by Joshua Whitney Allen

IBM strengthens its cloud presence in Asia

Published November 14, 2014


Smarting from its bad financial results, IBM is taking its cloud hopes to Asia’s emerging business sectors.

IBM and Chinese Internet provider Tencent Cloud announced a collaboration to provide industries with public cloud offerings bolstered with software-as-a-service solutions. The two companies, both enjoying name recognition in one of technology’s fastest-evolving territories, will focus on emerging small and medium enterprises in the smarter cities and smarter healthcare industries as well as other fields.

As part of the alliance, Tencent Cloud and IBM will jointly promote industry innovation and draw from their paired resources and global reach to benefit enterprise customers.

The move is an example of the strategic shift IBM is expected to pursue as the company tries to invigorate its disappointing financial performance. As the company announced low Q3 2014 numbers in October, IBM President Ginni Rometty backed off its prior profit plan and positioned cloud as the priority of IBM’s future.

The revised strategy has led IBM to communicate a host of cloud-oriented partnerships and reclaim control of the notion and standards of the cloud concept. With its SoftLayer acquisition, Big Blue owns a recognizable brand in a space where misperception and security concerns prevail.

IBM appears everywhere in the cloud discussion, no matter how elementary or conversant the reader’s grasp of the concept might be. Blogging on, Big Blue’s Global VP for Growth Solutions, Jacqueline Woods, asserts that as companies “roll out cloud computing, they’re building flexibility into their infrastructures so they can adjust as needed … this kind of flexible framework lets them move applications and data between public, hybrid, and private environments.”

The Asia-Pacific region is as promising a place as any for IBM to seek its fortunes. Research firm MicroMarkets recently predicted growth up to $4.5 billion in the cloud analytics sector throughout Asia-Pac. IBM will not find the competition light, as the largest American firms have operated in the market for some time. In 2013, Microsoft introduced a worldwide consortium of more than 25 cloud service providers delivering services built on the Microsoft Cloud Platform, with Asia-Pacific partners charged with delivering tailored solutions to the region’s many small- and medium-sized enterprises.

Tencent Holdings Limited is a leading provider of comprehensive Internet services in China. Tencent cloud provides enterprises and developers access to a complete cloud solution with cloud service, cloud data, and cloud operations.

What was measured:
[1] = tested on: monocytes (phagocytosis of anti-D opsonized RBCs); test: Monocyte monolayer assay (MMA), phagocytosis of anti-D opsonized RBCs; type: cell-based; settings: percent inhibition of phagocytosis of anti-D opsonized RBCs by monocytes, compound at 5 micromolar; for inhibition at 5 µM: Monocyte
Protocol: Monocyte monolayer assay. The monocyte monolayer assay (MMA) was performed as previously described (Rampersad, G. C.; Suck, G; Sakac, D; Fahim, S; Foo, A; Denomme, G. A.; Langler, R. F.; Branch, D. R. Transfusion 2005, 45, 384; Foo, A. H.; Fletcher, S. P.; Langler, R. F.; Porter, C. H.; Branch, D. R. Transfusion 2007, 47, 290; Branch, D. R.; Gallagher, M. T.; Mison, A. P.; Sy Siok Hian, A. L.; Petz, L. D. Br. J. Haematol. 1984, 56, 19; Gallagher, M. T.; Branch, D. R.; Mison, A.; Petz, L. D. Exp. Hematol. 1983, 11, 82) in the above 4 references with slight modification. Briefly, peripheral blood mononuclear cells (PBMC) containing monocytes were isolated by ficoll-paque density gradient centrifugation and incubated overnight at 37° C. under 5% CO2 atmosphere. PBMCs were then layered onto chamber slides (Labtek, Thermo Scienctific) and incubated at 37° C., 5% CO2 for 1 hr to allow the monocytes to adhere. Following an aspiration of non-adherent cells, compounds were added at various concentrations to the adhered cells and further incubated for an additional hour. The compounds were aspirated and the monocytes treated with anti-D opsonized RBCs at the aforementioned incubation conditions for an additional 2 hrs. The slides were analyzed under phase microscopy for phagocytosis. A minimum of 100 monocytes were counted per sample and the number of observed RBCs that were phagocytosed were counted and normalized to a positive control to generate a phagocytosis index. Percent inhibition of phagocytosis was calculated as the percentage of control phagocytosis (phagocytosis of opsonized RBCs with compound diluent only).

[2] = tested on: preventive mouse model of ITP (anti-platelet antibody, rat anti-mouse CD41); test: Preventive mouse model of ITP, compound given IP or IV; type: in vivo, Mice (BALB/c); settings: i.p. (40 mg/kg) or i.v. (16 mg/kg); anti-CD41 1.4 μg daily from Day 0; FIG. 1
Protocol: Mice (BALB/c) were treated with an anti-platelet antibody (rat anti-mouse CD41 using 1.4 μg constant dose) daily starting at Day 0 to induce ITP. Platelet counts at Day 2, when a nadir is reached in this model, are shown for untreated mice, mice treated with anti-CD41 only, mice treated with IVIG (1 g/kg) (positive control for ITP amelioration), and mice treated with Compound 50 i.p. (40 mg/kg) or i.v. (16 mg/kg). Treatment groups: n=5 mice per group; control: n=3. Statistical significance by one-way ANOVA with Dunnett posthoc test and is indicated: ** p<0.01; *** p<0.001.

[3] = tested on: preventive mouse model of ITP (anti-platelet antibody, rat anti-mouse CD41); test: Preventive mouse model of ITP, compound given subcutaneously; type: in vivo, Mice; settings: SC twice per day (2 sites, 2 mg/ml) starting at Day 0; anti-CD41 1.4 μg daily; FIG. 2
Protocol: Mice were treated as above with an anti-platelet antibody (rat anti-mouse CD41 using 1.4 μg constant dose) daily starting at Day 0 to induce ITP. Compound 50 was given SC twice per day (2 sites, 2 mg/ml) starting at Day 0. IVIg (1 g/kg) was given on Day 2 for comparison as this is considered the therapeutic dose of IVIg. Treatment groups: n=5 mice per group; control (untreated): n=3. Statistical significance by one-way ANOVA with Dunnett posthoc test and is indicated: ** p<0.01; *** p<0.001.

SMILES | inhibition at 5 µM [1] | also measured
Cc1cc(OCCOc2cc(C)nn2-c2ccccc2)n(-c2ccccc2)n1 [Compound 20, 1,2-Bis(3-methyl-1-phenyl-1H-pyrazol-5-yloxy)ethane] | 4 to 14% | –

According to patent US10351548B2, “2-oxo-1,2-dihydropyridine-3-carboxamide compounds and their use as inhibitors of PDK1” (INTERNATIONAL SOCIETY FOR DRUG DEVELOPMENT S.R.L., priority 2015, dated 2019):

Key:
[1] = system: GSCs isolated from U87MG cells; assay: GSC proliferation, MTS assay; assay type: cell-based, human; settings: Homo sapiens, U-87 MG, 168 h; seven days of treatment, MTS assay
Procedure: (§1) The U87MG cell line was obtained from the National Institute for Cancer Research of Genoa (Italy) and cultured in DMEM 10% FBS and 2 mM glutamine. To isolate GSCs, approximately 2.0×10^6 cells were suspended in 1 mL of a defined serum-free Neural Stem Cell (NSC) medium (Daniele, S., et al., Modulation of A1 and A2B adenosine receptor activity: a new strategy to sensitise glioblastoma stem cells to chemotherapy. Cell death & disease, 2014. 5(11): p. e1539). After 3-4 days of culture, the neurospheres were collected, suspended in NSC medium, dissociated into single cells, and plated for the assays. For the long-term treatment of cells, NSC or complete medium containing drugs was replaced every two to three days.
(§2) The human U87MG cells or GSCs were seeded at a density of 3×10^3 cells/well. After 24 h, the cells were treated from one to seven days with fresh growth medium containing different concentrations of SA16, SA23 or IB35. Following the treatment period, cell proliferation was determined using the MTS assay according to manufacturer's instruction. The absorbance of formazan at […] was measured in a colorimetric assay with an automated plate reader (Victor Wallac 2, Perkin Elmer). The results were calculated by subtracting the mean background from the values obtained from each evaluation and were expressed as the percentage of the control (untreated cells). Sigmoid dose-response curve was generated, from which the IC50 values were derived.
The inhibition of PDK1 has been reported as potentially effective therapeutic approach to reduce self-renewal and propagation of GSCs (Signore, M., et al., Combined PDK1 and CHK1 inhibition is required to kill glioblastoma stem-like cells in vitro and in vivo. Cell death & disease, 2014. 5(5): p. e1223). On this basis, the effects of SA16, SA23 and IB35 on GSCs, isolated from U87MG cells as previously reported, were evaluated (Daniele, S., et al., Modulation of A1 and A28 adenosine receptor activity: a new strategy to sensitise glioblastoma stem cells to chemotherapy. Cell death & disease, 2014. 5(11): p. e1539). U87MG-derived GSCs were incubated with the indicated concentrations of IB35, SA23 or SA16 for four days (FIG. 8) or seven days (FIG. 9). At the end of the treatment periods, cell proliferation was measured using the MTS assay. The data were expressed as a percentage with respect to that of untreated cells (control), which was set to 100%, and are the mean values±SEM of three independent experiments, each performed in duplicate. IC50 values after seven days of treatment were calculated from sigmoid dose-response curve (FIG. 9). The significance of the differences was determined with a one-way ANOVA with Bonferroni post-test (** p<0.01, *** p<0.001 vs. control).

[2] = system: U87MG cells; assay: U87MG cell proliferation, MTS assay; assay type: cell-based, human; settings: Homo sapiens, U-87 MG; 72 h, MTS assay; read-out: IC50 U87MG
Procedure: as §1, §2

At Tencent’s 2014 annual Global Partner Conference, Taosang Tong, President of Social Network Group, Senior Executive Vice President of Tencent, Inc., says, “Tencent has a stable and reliable cloud computing platform, while IBM has abundant industry expertise aimed at the enterprise. We will work together to bring ‘Internet mode’ to more enterprise-level clients through cloud computing.”

IBM’s hope and reliance on cloud profits follows a rocky history of moves toward virtualized services. In 2013, the company cut jobs in its hardware divisions; last year IBM lost a bidding war on a lucrative Central Intelligence Agency cloud contract.

The company’s struggles have drawn the eye of every business journalist and media commentator. In a profile of Lance Crosby, Softlayer’s CEO, Bloomberg cast the Dallas executive as the key actor in IBM’s cloud gamble. “The challenge for Crosby … is getting IBM colleagues to simplify how they hire staff, sell products and develop tools, while also widening their customer base.”

Wired predicted austere savings measures. “Although IBM … abandoned the 2015 Roadmap, given the dumping of the chip division and the confirmation of yet another round of layoffs, it appears that IBM’s cost-cutting will be as ruthless as ever.”

Despite these detractions, the company continues to interact with enterprises on cloud concepts, announcing dozens of partnerships around the world. In the weeks since Rometty’s statements, IBM has publicized cloud-oriented business with Dow Chemical and German automotive giant Daimler.

In a public relations victory, Synergy Research Group recently named IBM the top private and hybrid cloud provider. According to IBM’s announcement of the finding, Big Blue reported that cloud revenue was up more than 50 percent year-to-date and that cloud delivered as a service was up 80 percent year-to-date with a third quarter annual run rate of $3.1 billion.

Big Blue’s Global Entrepreneur Program for Cloud Startups supports startups and entrepreneurs to IBM Cloud by offering those who qualify up to $120,000 worth of free cloud credits, as well as connections into IBM’s vast global network of enterprise clients, consultants, and more.



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